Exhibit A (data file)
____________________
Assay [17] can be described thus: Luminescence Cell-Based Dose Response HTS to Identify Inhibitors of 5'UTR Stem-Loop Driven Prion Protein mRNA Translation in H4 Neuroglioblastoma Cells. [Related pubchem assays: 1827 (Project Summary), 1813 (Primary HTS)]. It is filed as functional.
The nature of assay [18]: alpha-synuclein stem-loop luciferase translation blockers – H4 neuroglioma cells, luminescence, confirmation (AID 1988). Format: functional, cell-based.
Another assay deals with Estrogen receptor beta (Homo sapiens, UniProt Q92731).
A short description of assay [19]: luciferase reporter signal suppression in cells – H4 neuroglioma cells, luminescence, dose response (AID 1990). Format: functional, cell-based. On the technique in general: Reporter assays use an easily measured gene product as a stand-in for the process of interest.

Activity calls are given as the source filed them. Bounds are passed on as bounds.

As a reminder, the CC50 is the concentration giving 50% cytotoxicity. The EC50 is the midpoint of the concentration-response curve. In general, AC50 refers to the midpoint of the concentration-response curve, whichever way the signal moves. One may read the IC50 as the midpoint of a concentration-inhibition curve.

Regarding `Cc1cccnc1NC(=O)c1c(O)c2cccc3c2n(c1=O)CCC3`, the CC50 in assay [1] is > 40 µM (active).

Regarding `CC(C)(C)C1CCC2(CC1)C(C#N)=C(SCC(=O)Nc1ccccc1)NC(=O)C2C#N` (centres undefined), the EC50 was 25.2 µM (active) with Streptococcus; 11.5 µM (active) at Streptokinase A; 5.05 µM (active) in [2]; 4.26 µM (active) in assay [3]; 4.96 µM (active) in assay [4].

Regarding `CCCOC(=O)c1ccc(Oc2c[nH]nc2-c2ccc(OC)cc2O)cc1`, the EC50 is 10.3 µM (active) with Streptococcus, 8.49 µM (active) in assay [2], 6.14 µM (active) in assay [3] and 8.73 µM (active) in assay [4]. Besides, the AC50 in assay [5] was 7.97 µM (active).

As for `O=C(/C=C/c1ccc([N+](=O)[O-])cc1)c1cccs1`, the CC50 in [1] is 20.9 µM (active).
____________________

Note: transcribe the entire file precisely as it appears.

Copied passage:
Assay [17] can be described thus: Luminescence Cell-Based Dose Response HTS to Identify Inhibitors of 5'UTR Stem-Loop Driven Prion Protein mRNA Translation in H4 Neuroglioblastoma Cells. [Related pubchem assays: 1827 (Project Summary), 1813 (Primary HTS)]. It is filed as functional.
The nature of assay [18]: alpha-synuclein stem-loop luciferase translation blockers – H4 neuroglioma cells, luminescence, confirmation (AID 1988). Format: functional, cell-based.
Another assay deals with Estrogen receptor beta (Homo sapiens, UniProt Q92731).
A short description of assay [19]: luciferase reporter signal suppression in cells – H4 neuroglioma cells, luminescence, dose response (AID 1990). Format: functional, cell-based. On the technique in general: Reporter assays use an easily measured gene product as a stand-in for the process of interest.

Activity calls are given as the source filed them. Bounds are passed on as bounds.

As a reminder, the CC50 is the concentration giving 50% cytotoxicity. The EC50 is the midpoint of the concentration-response curve. In general, AC50 refers to the midpoint of the concentration-response curve, whichever way the signal moves. One may read the IC50 as the midpoint of a concentration-inhibition curve.

Regarding `Cc1cccnc1NC(=O)c1c(O)c2cccc3c2n(c1=O)CCC3`, the CC50 in assay [1] is > 40 µM (active).

Regarding `CC(C)(C)C1CCC2(CC1)C(C#N)=C(SCC(=O)Nc1ccccc1)NC(=O)C2C#N` (centres undefined), the EC50 was 25.2 µM (active) with Streptococcus; 11.5 µM (active) at Streptokinase A; 5.05 µM (active) in [2]; 4.26 µM (active) in assay [3]; 4.96 µM (active) in assay [4].

Regarding `CCCOC(=O)c1ccc(Oc2c[nH]nc2-c2ccc(OC)cc2O)cc1`, the EC50 is 10.3 µM (active) with Streptococcus, 8.49 µM (active) in assay [2], 6.14 µM (active) in assay [3] and 8.73 µM (active) in assay [4]. Besides, the AC50 in assay [5] was 7.97 µM (active).

As for `O=C(/C=C/c1ccc([N+](=O)[O-])cc1)c1cccs1`, the CC50 in [1] is 20.9 µM (active).